MIAMI (CN) – The Rolling Stones’ longtime concert promoter can sue Live Nation for interfering in his efforts to organize the band’s possible 50th anniversary tour, a federal judge ruled.
Live Nation Worldwide, headquartered in Beverly Hills, first sued its former chairman, Michael Cohl, in late 2010 for $5.4 million. The ticketing titan claimed Cohl owed it for violating a noncompete clause and breaching his contract.
After Cohl resigned as Live Nation’s chairman two years earlier, he agreed to pay $9.85 million for “various right and assets” and a separate $5.5 million to continue working with his longtime clients, the Rolling Stones, Pink Floyd, Barbra Streisand and Genesis, according to Live Nation’s complaint.
Cohl, along with his Miami Beach-based company S2BN Entertainment Corp., countersued in January for breach of contract and bad faith. He claimed that it was actually Live Nation that breached the agreement by trying to squeeze him out of the promotional duties of the Rolling Stones’ (still-speculative) 2011 tour by bidding against him and “denigrat[ing] Cohl to representatives of the Rolling Stones.”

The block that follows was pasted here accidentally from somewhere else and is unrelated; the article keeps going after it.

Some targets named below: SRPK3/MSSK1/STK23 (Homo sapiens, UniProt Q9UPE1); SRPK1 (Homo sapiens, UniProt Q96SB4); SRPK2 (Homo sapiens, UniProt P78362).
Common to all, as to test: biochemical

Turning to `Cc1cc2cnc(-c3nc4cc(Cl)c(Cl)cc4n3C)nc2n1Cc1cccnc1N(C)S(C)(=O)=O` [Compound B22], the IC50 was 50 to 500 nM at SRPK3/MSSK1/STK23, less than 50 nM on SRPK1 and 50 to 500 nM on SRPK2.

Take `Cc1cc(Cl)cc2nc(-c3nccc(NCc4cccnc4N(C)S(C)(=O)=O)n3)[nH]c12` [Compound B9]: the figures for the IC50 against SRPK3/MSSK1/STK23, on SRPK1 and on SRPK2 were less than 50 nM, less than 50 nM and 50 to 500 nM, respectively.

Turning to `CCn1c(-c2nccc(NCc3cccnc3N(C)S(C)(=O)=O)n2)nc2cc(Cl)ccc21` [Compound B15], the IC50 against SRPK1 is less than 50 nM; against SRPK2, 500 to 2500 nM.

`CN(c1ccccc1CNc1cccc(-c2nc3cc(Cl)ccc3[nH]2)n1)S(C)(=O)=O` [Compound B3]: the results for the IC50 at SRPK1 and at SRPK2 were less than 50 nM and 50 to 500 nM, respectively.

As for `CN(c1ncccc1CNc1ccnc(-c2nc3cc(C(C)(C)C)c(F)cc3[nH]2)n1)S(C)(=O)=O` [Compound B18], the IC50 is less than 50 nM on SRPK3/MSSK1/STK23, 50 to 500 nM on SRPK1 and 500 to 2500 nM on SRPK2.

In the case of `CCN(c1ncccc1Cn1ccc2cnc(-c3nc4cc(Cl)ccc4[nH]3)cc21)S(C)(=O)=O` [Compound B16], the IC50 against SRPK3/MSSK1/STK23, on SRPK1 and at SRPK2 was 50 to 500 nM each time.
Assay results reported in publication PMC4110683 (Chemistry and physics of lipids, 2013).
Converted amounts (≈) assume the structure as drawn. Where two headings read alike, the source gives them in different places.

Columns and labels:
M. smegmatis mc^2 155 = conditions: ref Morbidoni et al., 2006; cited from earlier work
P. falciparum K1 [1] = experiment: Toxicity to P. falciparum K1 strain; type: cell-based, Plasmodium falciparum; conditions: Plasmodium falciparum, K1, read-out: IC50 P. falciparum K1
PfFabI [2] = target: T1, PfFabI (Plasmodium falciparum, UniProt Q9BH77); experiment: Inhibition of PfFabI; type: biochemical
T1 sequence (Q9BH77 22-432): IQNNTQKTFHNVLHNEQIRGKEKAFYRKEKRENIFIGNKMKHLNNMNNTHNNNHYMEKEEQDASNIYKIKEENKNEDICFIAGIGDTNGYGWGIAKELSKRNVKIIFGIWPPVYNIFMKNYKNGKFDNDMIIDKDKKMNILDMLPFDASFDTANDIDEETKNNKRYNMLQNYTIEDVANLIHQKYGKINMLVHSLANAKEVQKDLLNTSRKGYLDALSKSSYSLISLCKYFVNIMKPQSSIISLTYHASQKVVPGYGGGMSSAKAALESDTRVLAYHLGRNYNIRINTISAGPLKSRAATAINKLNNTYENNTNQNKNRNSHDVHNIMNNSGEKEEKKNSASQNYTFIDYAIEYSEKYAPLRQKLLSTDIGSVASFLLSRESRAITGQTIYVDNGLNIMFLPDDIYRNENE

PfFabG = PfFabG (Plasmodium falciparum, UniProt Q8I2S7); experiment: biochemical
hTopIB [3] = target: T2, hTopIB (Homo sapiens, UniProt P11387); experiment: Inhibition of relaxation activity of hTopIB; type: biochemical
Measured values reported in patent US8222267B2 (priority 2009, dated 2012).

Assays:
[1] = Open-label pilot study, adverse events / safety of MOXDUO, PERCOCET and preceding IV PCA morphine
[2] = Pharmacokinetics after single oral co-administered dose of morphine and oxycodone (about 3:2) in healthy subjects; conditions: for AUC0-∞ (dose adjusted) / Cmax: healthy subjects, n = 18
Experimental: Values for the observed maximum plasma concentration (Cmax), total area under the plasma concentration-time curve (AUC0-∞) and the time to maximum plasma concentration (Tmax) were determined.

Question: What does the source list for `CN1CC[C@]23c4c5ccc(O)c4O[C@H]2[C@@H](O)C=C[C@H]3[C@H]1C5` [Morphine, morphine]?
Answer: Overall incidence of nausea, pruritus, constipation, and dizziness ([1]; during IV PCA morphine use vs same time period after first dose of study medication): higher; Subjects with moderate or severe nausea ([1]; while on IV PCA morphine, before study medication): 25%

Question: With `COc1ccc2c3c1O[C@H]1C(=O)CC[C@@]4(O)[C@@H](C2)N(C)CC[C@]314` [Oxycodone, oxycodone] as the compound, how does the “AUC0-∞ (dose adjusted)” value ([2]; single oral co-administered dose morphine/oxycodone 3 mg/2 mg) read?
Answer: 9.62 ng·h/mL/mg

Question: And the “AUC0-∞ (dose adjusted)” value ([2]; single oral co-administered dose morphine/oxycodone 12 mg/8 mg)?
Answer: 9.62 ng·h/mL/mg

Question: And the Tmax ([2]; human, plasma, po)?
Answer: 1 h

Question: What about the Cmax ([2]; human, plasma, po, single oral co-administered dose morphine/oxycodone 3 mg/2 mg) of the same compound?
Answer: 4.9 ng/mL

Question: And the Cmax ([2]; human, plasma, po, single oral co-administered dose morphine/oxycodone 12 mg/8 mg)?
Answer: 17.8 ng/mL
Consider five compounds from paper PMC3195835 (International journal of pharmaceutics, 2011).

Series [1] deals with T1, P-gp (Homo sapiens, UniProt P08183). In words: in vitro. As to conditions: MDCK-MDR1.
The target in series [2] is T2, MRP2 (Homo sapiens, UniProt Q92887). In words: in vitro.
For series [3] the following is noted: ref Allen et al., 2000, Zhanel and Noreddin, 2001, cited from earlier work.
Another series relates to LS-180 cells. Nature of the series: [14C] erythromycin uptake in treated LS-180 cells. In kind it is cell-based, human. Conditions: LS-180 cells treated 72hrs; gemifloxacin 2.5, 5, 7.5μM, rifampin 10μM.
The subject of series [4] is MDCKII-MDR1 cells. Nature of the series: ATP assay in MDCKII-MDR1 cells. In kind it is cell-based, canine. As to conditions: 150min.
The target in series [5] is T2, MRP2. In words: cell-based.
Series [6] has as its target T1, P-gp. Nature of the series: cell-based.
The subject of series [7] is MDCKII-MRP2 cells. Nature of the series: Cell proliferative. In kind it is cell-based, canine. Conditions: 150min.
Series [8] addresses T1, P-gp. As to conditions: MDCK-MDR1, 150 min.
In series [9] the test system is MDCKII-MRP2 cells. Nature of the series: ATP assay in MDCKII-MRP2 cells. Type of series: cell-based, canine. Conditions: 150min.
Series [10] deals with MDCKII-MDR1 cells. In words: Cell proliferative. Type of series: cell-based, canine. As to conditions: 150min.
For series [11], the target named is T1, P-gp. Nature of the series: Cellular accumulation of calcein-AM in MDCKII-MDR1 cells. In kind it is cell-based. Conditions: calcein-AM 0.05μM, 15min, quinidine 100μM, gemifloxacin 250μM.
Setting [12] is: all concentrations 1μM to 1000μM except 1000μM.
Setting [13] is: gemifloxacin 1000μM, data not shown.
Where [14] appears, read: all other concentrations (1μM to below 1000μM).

Live Nation moved to dismiss the counterclaim, arguing that Cohl did not specify which part of the agreement Live Nation supposedly breached.
U.S. District Judge Cecilia Altonaga disagreed. “Defendants allege the existence of a contract that Live Nation breached its obligations under the contract by attempting to conduct direct negotiations with the Rolling Stones for its own benefit, and that Defendants have suffered damages as a result of Live Nation’s actions,” Altonaga wrote. “These allegations sufficiently provide Live Nation with fair notice of the claim and the grounds upon which it rests.”
Live Nation also asserted that Cohl has not been damaged since he never actually lost the right to promote the Rolling Stones’ tour. To support this claim, Live Nation referenced a February press release from the band that stated the Rolling Stones have “no firm plans for tour at this time.”
Altonaga rejected this, too. “Public statements cannot even be considered on a motion to dismiss for failure to state a claim,” she wrote. “That the Rolling Stones may not have made any firm plans does not mean they have not engaged in negotiations regarding promotional rights for potential tours. Moreover, Defendants’ claim of reputational damages sustained as a result of Live Nation’s breach is not dependent on whether or not the Rolling Stones have actual plans for a tour.” (Emphasis in original.)
The judge did, however, dismiss Cohl’s bad-faith claim. Because Cohl did not cite “any specific contractual provision” that Live Nation violated, Judge Altonaga wrote, “Here, a claim alleging breach of the implied covenant of good faith and fair dealing would likely be redundant.”
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